BFGoodrich Co.'s polymer additives and specialty plastics business unit will not be affected much by BFG's $2.2 billion plan to merge with Coltec Industries.
The additives and plastics unit would remain in the Cleveland suburb of Brecksville, Ohio, even though BFG is moving its corporate headquarters from nearby Richfield, Ohio, to Coltec's hometown of Charlotte, N.C.
The deal, which would give BFG shareholders two-thirds of the new firm, is being driven by the companies' large market shares in the aerospace industry.
BFG officials said the new company has no plans to spin off its Performance Materials division as it did when it separated its Geon PVC division in 1994.
The Performance Materials division, which employs 3,000 worldwide, is split into three units: polymer additives/specialty plastics, consumer specialties and textiles/industrial coatings.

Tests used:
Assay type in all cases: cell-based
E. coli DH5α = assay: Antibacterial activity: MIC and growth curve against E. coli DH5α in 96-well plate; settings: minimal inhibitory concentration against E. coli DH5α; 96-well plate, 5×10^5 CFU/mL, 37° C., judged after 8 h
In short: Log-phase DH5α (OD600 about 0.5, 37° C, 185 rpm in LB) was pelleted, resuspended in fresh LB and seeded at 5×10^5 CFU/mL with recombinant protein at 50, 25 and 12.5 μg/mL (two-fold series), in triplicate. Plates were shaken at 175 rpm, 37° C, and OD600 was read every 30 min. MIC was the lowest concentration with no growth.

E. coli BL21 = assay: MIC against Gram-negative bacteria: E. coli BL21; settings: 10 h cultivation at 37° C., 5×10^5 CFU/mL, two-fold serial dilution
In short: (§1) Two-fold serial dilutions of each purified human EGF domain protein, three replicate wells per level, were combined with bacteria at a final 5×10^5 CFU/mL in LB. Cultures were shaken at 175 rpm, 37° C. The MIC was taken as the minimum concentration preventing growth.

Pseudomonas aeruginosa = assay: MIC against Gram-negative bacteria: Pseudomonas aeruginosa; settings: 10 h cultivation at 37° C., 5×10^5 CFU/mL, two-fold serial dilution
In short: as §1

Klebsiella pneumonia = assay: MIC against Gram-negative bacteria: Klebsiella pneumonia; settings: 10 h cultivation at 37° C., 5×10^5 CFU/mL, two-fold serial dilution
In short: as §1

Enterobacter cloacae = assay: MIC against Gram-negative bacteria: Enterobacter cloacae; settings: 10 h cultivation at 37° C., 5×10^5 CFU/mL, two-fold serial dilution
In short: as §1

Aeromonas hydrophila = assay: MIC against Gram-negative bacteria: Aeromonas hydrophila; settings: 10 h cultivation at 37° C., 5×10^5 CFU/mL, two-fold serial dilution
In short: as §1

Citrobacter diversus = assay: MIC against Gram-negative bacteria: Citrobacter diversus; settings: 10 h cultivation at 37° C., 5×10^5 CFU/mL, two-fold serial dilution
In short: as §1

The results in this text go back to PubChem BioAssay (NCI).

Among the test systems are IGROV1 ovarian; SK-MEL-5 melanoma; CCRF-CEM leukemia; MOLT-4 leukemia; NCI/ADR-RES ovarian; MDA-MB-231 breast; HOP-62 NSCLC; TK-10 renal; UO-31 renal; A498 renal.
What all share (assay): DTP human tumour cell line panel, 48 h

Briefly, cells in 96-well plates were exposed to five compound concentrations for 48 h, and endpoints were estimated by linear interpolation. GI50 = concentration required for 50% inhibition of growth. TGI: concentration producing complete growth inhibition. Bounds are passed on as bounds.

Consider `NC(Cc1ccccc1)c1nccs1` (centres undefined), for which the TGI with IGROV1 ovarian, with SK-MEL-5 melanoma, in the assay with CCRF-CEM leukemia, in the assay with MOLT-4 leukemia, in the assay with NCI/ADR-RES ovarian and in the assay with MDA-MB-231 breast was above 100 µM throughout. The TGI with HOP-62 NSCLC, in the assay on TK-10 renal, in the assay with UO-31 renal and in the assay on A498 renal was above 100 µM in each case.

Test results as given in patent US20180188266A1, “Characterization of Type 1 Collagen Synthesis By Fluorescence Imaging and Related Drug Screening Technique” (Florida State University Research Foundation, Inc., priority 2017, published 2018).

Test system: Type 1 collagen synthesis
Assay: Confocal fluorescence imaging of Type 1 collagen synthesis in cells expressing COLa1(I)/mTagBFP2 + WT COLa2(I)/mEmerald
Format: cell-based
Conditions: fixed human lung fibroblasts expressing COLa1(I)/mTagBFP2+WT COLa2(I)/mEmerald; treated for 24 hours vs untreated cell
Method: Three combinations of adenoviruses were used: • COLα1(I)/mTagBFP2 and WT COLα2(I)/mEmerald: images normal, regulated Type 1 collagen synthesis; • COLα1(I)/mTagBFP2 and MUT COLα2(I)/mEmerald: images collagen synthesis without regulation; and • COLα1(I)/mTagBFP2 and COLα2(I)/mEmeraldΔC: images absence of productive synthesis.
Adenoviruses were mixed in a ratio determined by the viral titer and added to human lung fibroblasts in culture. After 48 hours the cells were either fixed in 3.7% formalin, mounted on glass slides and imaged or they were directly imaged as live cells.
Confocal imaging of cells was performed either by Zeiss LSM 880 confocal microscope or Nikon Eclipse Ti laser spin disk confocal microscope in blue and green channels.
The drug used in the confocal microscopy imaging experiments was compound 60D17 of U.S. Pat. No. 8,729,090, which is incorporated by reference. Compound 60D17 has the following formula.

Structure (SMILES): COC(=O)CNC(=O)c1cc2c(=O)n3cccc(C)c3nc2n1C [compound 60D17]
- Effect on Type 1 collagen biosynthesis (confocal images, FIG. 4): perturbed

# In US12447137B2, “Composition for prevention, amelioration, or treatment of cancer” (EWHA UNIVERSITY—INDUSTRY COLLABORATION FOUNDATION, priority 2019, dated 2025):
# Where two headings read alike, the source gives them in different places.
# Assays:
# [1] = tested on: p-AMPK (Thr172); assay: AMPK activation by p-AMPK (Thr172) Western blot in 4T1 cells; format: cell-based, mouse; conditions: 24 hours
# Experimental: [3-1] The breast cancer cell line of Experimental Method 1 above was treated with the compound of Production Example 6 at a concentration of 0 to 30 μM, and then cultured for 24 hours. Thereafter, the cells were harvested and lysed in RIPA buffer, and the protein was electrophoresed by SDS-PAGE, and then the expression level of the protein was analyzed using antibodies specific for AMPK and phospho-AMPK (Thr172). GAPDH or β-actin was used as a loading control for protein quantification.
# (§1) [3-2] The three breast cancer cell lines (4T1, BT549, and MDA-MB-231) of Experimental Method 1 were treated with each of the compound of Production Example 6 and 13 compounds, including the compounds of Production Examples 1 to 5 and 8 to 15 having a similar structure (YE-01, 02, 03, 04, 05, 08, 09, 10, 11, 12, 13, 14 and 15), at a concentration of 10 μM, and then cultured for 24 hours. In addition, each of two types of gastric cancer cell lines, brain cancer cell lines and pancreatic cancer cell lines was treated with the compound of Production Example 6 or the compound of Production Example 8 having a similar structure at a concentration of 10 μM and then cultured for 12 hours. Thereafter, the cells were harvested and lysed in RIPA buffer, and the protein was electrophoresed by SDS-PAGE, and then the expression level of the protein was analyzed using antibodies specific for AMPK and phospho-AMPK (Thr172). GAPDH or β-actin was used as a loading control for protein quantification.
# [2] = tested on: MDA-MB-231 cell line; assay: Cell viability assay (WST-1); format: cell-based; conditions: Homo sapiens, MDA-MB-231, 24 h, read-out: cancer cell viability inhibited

Polymer additives and specialty plastics is expected to account for about $470 million of the Performance Materials' $1.25 billion sales total in 1998. BFG's total sales are expected to reach $4 billion, while Coltec's are about $1.5 billion.
BFG's plastics products include thermoplastic polyurethanes, chlorinated PVC and other specialty engineering resins.
Although Coltec is focused on aerospace, it also has industrial product lines and manufactures such items as seals, gaskets and diesel engine parts. Most of those parts currently are made of metal. But, according to Dale Kramer, global general manager for BFG's Estane-brand TPUs, there's a chance these parts eventually could be replaced by plastic.
``There could be opportunities for material replacement if we can find some potential fits,'' Kramer said.
The companies expect to close the deal in the spring, according to a BFG news release. Stockholders and regulators have not yet approved the plan.
BFG ranks as one of the top 25 plastics compounders in the United States, according to a recent industry study. The company is among the top three U.S. suppliers of thermoplastic elastomer compounds.